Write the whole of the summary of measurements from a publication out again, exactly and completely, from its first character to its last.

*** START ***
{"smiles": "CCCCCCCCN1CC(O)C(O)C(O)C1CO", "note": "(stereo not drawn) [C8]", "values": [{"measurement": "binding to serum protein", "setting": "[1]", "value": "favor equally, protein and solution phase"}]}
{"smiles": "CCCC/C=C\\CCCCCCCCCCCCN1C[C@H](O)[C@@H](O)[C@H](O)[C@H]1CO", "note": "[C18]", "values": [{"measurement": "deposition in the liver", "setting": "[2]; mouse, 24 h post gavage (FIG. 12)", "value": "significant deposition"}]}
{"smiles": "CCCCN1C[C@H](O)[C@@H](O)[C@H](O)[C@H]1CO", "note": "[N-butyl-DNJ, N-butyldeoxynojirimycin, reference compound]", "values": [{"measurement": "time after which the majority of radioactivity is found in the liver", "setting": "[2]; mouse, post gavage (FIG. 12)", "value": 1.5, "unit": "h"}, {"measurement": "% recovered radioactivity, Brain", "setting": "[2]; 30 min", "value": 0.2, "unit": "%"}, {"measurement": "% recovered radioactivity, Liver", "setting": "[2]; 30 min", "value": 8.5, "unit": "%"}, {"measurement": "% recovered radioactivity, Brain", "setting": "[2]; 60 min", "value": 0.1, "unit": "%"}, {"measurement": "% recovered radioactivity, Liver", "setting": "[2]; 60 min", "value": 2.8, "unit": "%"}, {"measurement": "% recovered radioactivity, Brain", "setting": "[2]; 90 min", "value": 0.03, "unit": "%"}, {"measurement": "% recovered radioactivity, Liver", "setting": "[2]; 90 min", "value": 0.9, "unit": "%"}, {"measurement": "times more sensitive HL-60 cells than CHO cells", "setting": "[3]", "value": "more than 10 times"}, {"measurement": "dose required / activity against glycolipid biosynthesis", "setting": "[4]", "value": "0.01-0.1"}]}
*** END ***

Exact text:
{"smiles": "CCCCCCCCN1CC(O)C(O)C(O)C1CO", "note": "(stereo not drawn) [C8]", "values": [{"measurement": "binding to serum protein", "setting": "[1]", "value": "favor equally, protein and solution phase"}]}
{"smiles": "CCCC/C=C\\CCCCCCCCCCCCN1C[C@H](O)[C@@H](O)[C@H](O)[C@H]1CO", "note": "[C18]", "values": [{"measurement": "deposition in the liver", "setting": "[2]; mouse, 24 h post gavage (FIG. 12)", "value": "significant deposition"}]}
{"smiles": "CCCCN1C[C@H](O)[C@@H](O)[C@H](O)[C@H]1CO", "note": "[N-butyl-DNJ, N-butyldeoxynojirimycin, reference compound]", "values": [{"measurement": "time after which the majority of radioactivity is found in the liver", "setting": "[2]; mouse, post gavage (FIG. 12)", "value": 1.5, "unit": "h"}, {"measurement": "% recovered radioactivity, Brain", "setting": "[2]; 30 min", "value": 0.2, "unit": "%"}, {"measurement": "% recovered radioactivity, Liver", "setting": "[2]; 30 min", "value": 8.5, "unit": "%"}, {"measurement": "% recovered radioactivity, Brain", "setting": "[2]; 60 min", "value": 0.1, "unit": "%"}, {"measurement": "% recovered radioactivity, Liver", "setting": "[2]; 60 min", "value": 2.8, "unit": "%"}, {"measurement": "% recovered radioactivity, Brain", "setting": "[2]; 90 min", "value": 0.03, "unit": "%"}, {"measurement": "% recovered radioactivity, Liver", "setting": "[2]; 90 min", "value": 0.9, "unit": "%"}, {"measurement": "times more sensitive HL-60 cells than CHO cells", "setting": "[3]", "value": "more than 10 times"}, {"measurement": "dose required / activity against glycolipid biosynthesis", "setting": "[4]", "value": "0.01-0.1"}]}